There has been a six percent increase in footfall at historic abbeys in the Scottish Borders.
Over the last 11 months a record-breaking four million people have visited historical sites across Scotland.
Together Melrose, Jedburgh and Dryburgh Abbeys welcomed more than 90,000 visitors, an increase of six percent on the same period last year.
Top of the trio of historic staffed attractions in the Scottish Borders was the medieval Melrose Abbey, which saw footfall increase to 49,566, a jump of around eight percent year-on-year.
That makes it the tenth most visited staffed attraction in Scotland.
The number of people working in tourism in the Scottish Borders increased by 11 per cent in one year, new figures have revealed.Read the full story ›
The Borders Railway has helped to boost tourism across the Scottish Borders, according to Visit Scotland.
Regional Director Doug Wilson says that the re-establishment of the Borders Railway has had a huge impact on the number of visitors coming to the south of Scotland.
"More than one million people travelled on the Borders Railway during its first year of operation and going by train on the route has created a superb new tourism experience in itself.
"The re-establishment of the route has had a massive impact on tourism and right across the region, and it shows no signs of slowing down. VisitScotland recently held a successful industry conference in Galashiels, bringing together tourism experts and local businesses to help ensure that together we continue to capitalise on the opportunities that now exist due to increased connectivity and greater visitor numbers."
The Borders Book Festival, the Tour of the Borders and the Flying Scotsman returning to the region also contributed to the rise in visitor numbers.
Record numbers were also reached by people attending the Borders Heritage Festival and the Borders Book Festival.
"It is great to see the success of a new festival like the Creative Coathanger, celebrating the region's ties to the textile and creative arts industry. And I was pleased to see the partnership working that helped create the first ever Scottish Borders Winter Festival this December - I know that a great amount of effort goes into making these events a success, many run by local volunteers.
"I would encourage people working in the tourism industry in the Scottish Borders to make the most of the opportunities available from VisitScotland."
Visit Scotland has lauded events like the Tour of the Borders, the arrival of the Flying Scotsman and the Borders Book Festival for delivering a successful year for tourism in the region.
Local festivals like Tweedlove have enjoyed bumper attendances in the last year.
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A new video showcasing the best of the Scottish Borders has been created by Visit Scotland.
It's part of a three-year campaign to market the Borders Railway internationally, and put the new 100-mile track on the map.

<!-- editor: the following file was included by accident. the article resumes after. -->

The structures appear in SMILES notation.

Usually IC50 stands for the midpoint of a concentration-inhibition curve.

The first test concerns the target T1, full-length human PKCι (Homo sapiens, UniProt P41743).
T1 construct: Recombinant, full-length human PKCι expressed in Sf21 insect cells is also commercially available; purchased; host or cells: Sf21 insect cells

This video is specifically geared towards attracting more visitors from the United States.
At Visit Scotland we've identified the US market as our biggest single market. We're doing the video to attract people to show them the stunning scenery that's available in the Borders and some of the attractions across the region."
Melrose Abbey has been named in the top 10 of Scotland's best man-made wonders.
A survey conducted by Visit Scotland put the 12th century building on the same list at the Forth Bridge, Edinburgh Castle and the Kelpies.
The Abbey is the final resting place of the heart of the medieval King Robert the Bruce.
Tourism businesses along one of the Lake District's main roads say trade has improved significantly since it re-opened just over a week ago.
The A591 closed due to damage caused by December's floods. A stretch of the road between Keswick and Grasmere collapsed during Storm Desmond.
Katie Hunter reports from a classic car event held to celebrate its re-opening.
Classic cars and coaches have been paraded along the A591, to celebrate the road re-opening after last December's floods.
The re-opening of a flood-damaged Lake District road has made a "phenomenal difference" to businesses, local communities have told ITV Border.
Becky Heaton Cooper, who runs the Heaton Cooper Studio and art gallery in Grasmere, says her business was hit hard by the five month closure of the A591.
But she says the re-opening of the road has given her business an immediate boost.
There has been a phenomenal difference. It's like someone has turned a light back on.
Tourism businesses are hosting a series of celebrations today to mark the official reopening of the A591.
The road between Keswick and Grasmere collapsed due to flooding during Storm Desmond in December. It reopened last week and businesses are now keen to promote the area.
Celebrations include a vintage car display and a children's poetry reading.
"The closure of the A591 following Storm Desmond had a terrible impact on local residents and local businesses, but the good news is that the road is now fixed.
"This event is about sending the message loud and clear that Cumbria is back 'open for business'.
"I'd like to thank all those who have helped to organise this event, as well as those who have contributed funding, in particular South Lakeland District Council."